The 2011 audit recommends expanding capacity in wards that are over-capacity and in wards with long waiting lists. Ward 7 pre-K programs are the most over-capacity at 111%, and Ward 8 has the most programs, 20, with waiting lists.
|Ward||Est.pop. 3-4 y.o.||Enrolled||Capacity||Capacity utiliz.||Num. of programs||Num progs. w/waitlists||% progs. w/waitlists|
DC isn't spending money to expand pre-K
The 2011 audit makes some spending recommendations, such as $3.3 million to accommodate 5% of students on waiting lists or $1.5 million to accommodate 5% of students on waiting lists in the most over-capacity wards. But when the DC Council budgeted $6 million to expand pre-K, OSSE left those funds unspent.
At a hearing this past Februrary, a representative of the Office of the Chief Financial Officer claimed that the reason OSSE hasn't spent the money is because DC has already achieved universal pre-K. "We didn't need all of these funds in order to hit universal pre-K for all 3- and 4-year olds," he said, and this year's budget has cut that money entirely.
Quality also must still improve
Even if there were adequate availability for every 3- and 4-year old desiring a pre-K slot, the Pre-K Expansion and Enhancement Act of 2008 limits qualifying pre-K programs to those that meet new "high quality standards" to be determined by OSSE.
In fact, half of the legislation addresses quality, requiring that pre-K programs meet new quality standards by 2014 or lose their license. The legislation provides grants for programs that fall short of these standards.
When asked whether any pre-K programs currently fall short of the new standards that will be used in 2014 to de-license programs, Assistant Superintendent Maloney responded, "we do not have programs who are not meeting quality standards."
Using OSSE's "Going for the Gold" ratings of Bronze, Silver, and Gold, Maloney said, "all our Pre-K programs are Gold programs with the exception of two whom are on their way to Gold." But it strains credulity to believe that now-Mayor Gray would have written half of his pre-K legislation to address a problem that doesn't exist.
What can be done?
Many studies show that investments in early childhood education reap a tremendous return to society. They improve children's success in later grades, reduce crime, and cut joblessness and poverty. To achieve these returns, we need to treat universal pre-K as a responsibility to our children, not as a political talking point.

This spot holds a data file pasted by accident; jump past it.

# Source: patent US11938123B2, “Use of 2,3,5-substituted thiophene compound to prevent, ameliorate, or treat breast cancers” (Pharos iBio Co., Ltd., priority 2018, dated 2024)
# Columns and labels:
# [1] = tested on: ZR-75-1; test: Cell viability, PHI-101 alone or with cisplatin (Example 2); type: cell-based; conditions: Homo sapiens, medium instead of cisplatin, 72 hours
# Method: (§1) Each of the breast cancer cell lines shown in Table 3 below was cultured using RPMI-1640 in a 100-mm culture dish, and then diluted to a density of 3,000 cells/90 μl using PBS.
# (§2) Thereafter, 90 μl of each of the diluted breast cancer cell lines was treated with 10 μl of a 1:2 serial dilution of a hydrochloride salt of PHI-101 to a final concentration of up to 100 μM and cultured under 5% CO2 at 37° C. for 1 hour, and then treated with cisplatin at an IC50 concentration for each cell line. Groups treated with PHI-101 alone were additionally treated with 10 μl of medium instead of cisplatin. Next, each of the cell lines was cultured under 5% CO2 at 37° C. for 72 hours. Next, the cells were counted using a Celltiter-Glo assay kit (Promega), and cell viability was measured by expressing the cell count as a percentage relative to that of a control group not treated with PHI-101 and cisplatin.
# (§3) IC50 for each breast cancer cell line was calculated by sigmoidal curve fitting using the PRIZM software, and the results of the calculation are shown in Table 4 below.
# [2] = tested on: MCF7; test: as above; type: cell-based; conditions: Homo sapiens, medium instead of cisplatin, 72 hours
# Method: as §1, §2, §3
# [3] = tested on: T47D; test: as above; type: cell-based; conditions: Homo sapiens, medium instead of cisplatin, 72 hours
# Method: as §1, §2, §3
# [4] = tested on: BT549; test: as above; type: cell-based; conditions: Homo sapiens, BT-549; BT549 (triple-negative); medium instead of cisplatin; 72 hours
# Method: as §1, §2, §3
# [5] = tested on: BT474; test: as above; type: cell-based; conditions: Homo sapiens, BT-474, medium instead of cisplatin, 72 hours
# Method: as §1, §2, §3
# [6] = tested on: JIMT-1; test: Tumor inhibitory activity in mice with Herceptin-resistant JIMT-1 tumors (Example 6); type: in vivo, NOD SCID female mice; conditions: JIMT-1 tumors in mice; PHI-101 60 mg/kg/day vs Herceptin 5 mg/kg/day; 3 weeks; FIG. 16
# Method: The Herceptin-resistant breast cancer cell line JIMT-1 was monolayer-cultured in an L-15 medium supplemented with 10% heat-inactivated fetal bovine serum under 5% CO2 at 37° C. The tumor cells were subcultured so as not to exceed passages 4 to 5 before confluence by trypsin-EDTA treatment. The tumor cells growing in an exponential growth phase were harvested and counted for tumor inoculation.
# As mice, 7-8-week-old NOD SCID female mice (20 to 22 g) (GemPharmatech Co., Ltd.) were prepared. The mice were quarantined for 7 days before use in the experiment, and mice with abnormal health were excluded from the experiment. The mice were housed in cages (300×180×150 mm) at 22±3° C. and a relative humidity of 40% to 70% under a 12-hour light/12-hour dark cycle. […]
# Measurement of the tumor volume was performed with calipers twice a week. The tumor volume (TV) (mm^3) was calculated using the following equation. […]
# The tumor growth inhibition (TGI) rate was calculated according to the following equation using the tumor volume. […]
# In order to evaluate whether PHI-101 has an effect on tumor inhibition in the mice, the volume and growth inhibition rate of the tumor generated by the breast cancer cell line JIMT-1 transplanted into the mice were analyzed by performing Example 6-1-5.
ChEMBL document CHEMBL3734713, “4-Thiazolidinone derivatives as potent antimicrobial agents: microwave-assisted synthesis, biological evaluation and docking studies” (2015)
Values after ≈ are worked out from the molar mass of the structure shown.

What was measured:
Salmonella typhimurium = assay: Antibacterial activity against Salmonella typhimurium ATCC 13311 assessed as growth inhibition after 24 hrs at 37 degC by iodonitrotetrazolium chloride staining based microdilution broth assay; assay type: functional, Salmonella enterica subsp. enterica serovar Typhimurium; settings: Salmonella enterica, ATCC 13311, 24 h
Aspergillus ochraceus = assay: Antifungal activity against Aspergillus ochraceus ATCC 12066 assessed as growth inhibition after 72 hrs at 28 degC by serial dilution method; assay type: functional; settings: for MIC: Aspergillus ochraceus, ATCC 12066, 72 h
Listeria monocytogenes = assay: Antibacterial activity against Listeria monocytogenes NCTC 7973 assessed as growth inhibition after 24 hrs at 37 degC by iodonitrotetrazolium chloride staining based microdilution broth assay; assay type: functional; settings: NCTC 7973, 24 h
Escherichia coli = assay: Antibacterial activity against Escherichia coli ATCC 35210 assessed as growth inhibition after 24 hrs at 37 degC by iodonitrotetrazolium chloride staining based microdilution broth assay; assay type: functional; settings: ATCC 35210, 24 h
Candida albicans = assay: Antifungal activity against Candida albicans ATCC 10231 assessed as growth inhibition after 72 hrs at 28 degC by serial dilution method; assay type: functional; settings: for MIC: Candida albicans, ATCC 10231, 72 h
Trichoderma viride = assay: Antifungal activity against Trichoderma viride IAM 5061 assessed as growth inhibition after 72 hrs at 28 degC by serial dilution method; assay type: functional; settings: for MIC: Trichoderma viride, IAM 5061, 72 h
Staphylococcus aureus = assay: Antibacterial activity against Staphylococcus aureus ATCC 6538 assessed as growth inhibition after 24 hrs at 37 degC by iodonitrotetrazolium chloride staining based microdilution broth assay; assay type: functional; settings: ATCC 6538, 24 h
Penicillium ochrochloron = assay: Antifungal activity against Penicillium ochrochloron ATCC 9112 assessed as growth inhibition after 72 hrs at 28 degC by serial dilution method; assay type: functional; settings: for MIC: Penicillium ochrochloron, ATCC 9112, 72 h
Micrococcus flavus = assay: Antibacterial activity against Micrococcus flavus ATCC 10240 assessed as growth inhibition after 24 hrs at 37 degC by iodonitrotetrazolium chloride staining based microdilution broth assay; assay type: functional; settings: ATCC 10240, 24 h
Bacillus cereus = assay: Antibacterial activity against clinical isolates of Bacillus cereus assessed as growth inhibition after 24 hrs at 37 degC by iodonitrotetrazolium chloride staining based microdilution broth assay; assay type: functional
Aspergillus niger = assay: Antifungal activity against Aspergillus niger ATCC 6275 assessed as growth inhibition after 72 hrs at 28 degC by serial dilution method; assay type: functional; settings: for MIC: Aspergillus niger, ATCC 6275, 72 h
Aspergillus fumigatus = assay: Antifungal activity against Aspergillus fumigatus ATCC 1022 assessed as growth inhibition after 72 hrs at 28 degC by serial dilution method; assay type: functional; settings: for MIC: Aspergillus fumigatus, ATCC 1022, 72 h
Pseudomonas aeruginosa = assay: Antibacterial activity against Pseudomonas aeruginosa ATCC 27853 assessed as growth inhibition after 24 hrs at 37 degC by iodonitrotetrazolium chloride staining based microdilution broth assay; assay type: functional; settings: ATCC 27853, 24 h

The DC Council and OSSE can take several concrete steps to get back on track on pre-K.
Abandon the "mission accomplished" pretense. Education officials seem to have gotten stuck in a trap. They likely claimed pre-K was universal before the election in an effort to boost then-Mayor Adrian Fenty. Now that they've made the claim, it's hard to back away.
Whatever one calls it, pre-K is not as available as it needs to be. OSSE should admit that, then set a standard which it can clearly define, and for which it can measure progress. The DC Council should ensure that this is the right standard.
Survey parents about pre-K demand. The 2011 audit says, "The number of children seeking access to pre-K for whom pre-K is not available would ideally be determined through a household survey of parents of 3- and 4-year-old children living in the District." (p. 16)
The audit says this was not done "due to time and budget constraints." The 2012 pre-K capacity audit is being conducted right now. OSSE should halt it and add in a survey component. Otherwise, it has no way to know how many parents want to send their kids to pre-K but can't.
Create an education committee of the DC Council. Holding OSSE accountable requires resources to do research. Today, education is part of the Committee of the Whole, but the chairman's staff have their energy spread across too many topics. Of the 16 agencies the Committee of the Whole oversees, only 4 deal with education.
Education is of paramount importance to the future of our city. These 4 agencies need to be the sole focus of a single committee staff.
When the DC Council gave control of the schools to the mayor in 2007, the law required DC to create community schools, but there has been little progress since. The Council can rectify this problem by passing a proposed law to create incentives for community schools.